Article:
Students who attained an assessment of level 1 have demonstrated limited expected knowledge, understanding, and application of skills.
5. Progress Reports
Progress reports are given to parents at the end of each term First, Second and Third. General Guidelines The Progress Report focuses on the student’s development of understanding – what has been achieved, what must now be addressed, and how this next step can be reasonably accomplished. A student’s personal management and teamwork skills, behaviour, discipline, and attitude are part of daily teaching and learning in the classroom. If there is room for improvement, the teacher should indicate what he or she is doing and what the student must do. The parent’s role is that of informed support.
6. School Uniform and Uniform Policy
We expect our students to wear the school uniform, maintaining a modest, neat and clean appearance at all times. We would appreciate it if parents make sure that their child is dressed appropriately. The school uniform must be worn for all school activities including those taking place on field trips and on week-ends.
7. Attendance Policy
Regular and punctual attendance is required of all students on all school days. This is a condition of enrollment at the school. Daily regular attendance is mandatory since our classes are based on active classroom learning. Students must be present in order to participate in interactive and investigative activities; otherwise they will not reap the full benefits of the program. Teachers, administrators and parents should work together to ensure that students miss as little school as possible.
When they occur, absences are defined according to the following two categories:
This category includes illness and important family events such as weddings or funerals. In all cases except illness, the parent must contact the school at least one week prior to the absence to request that the student be excused. Parents are asked to inform the school receptionist every time your child is to be absent. Full credit will be given for all school work that is made up after an excused absence.
This category includes absences that occur without the knowledge of parents or school administrators. Work that is not completed due to unexcused absence cannot be made up and this will have a detrimental effect on your child’s achievement.
8. Disciplinary Procedures
Minor offenses by students should be dealt with by faculty members as they occur. If they occur outside the homeroom, they should be reported to the student’s homeroom teacher. More serious or repeated offenses should be reported to the Principal. In serious cases, the Principal and the School Director will handle the situation together with the parents towards a fruitful resolution.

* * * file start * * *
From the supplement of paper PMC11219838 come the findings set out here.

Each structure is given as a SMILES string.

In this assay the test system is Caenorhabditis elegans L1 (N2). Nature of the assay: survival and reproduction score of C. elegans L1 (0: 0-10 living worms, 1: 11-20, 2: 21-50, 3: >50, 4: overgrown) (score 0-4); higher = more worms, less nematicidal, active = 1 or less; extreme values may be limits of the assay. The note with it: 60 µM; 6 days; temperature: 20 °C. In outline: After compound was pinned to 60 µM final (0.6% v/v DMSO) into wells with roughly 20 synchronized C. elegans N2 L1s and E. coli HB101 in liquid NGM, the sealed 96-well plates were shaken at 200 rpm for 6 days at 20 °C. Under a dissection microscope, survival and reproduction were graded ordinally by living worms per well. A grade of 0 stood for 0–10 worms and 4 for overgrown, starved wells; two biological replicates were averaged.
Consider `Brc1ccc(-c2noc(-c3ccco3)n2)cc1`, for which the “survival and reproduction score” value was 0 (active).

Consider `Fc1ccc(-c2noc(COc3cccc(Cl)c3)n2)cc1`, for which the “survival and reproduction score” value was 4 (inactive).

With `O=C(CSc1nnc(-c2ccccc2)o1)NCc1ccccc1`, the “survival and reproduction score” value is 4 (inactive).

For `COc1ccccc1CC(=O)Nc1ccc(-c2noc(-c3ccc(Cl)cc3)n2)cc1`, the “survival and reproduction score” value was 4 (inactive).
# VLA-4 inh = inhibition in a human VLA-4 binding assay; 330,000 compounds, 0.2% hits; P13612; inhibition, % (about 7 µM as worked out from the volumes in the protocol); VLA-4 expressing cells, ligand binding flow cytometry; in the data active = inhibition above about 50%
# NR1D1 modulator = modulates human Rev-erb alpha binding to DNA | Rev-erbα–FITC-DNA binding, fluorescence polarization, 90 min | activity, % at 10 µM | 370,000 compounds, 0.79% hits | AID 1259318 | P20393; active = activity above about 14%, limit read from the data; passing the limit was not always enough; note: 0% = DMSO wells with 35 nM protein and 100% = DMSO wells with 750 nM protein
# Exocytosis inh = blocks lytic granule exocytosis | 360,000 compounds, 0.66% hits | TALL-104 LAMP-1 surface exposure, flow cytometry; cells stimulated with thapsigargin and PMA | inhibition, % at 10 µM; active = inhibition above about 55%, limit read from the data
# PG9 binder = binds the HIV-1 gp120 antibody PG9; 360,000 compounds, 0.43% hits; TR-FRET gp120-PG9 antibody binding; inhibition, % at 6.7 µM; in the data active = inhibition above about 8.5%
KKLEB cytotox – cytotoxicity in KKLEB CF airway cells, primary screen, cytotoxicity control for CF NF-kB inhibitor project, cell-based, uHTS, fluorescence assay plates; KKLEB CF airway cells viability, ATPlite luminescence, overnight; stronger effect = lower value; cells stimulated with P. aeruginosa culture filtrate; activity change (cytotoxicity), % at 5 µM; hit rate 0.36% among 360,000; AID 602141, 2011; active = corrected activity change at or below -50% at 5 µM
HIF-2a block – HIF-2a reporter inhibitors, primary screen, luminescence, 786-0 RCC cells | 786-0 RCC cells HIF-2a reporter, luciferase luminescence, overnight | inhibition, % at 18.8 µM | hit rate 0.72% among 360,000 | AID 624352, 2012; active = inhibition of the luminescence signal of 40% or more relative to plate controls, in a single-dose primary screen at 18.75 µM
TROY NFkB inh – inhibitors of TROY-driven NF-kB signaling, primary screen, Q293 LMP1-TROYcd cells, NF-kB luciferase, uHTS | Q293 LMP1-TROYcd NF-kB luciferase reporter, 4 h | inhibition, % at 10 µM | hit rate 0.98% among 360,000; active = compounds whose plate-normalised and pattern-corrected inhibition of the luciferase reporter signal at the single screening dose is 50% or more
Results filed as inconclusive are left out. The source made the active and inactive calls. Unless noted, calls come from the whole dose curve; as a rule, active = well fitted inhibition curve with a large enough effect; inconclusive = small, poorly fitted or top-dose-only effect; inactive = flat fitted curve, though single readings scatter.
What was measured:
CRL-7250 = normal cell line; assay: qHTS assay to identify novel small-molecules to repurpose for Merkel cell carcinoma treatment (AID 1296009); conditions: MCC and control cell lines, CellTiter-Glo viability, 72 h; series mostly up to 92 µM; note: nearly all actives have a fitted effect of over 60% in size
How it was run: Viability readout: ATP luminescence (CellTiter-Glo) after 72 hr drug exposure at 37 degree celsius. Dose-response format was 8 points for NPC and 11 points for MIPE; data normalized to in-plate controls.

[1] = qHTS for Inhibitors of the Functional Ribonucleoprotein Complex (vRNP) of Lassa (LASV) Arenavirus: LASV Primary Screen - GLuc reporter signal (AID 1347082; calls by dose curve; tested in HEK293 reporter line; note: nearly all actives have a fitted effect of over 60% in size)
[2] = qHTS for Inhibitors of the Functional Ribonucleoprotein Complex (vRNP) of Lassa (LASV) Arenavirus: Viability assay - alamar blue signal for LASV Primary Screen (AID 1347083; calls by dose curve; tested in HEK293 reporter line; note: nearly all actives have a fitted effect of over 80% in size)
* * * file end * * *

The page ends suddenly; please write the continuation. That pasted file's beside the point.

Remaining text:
Minor offenses include:
– Being late to class
– Inappropriate behavior in the hallways, in the classroom, or elsewhere on the school grounds
– Eating in class (except during snack times)
– Chewing gum in class
Major offenses include:
– Lack of cooperation with faculty or lack of respect for faculty and others
– Lying, cheating and plagiarism
– Not attending school or classes
– Fighting, vandalism or stealing
– Possession or use of weapons, cigarettes, alcohol, or drugs
– Repeated minor offenses
When a student exceeds the bounds of acceptable behavior, whether by committing a major offense or by engaging in repeated minor offenses, he or she is issued a Referral. The Referral form (available from the school secretary) is completed by the observing faculty member at the time of the incident and is signed by both the faculty member and the student. The Referral is given to the Principal, who may elect to meet with the student and the faculty member to review the incident and take steps to assure that it does not occur again. In some cases, the student’s parent may be requested to come to the school for a discussion of the incident and its seriousness.
9. Academic and Personal Honesty
An important aspect of a quality school is its attempt to instill in students a sense of honour and high principles that extend throughout and beyond academics. An essential feature of Heritage International School is its commitment to an atmosphere of integrity and ethical conduct. Students learn and practice the personal responsibility of vigorously maintaining a high standard of honesty, truth, fairness, civility, and concern for others. Being regularly in the company of faculty who exemplify these qualities is an obvious asset to that learning and practice. Academic dishonesty is defined to include, but is not limited to, cheating, copying other’s work and representing it as one’s own work (plagiarism), lying, inappropriate collaboration, dishonesty in examinations or the writing of papers, dishonesty in producing homework, deliberate falsification of data, interference with other students’ work, and copyright violations.
Plagiarism is a particular form of academic dishonesty and occurs whenever a student, intentionally or unintentionally, uses someone else’s words, ideas, answers, or data without proper acknowledgment. Students are responsible for knowing what academic honesty and dishonesty are. At the beginning of each term, faculty should inform students of the guidelines that they will use for academic honesty throughout the year, with special attention to cheating and plagiarism. It is vitally important for students to know the difference between cooperative learning, that is, those activities in which working together with other students is permitted and those when relying on another student is dishonest and should not occur.
Penalties for infractions may include one or more of the following: resubmission of the work in question, submission of additional work, and a lowered grade or loss of credit for the work in question. Cases of repeated academic dishonesty should be referred to the Principal. Infractions should be treated seriously, with special attention to repeat offenders.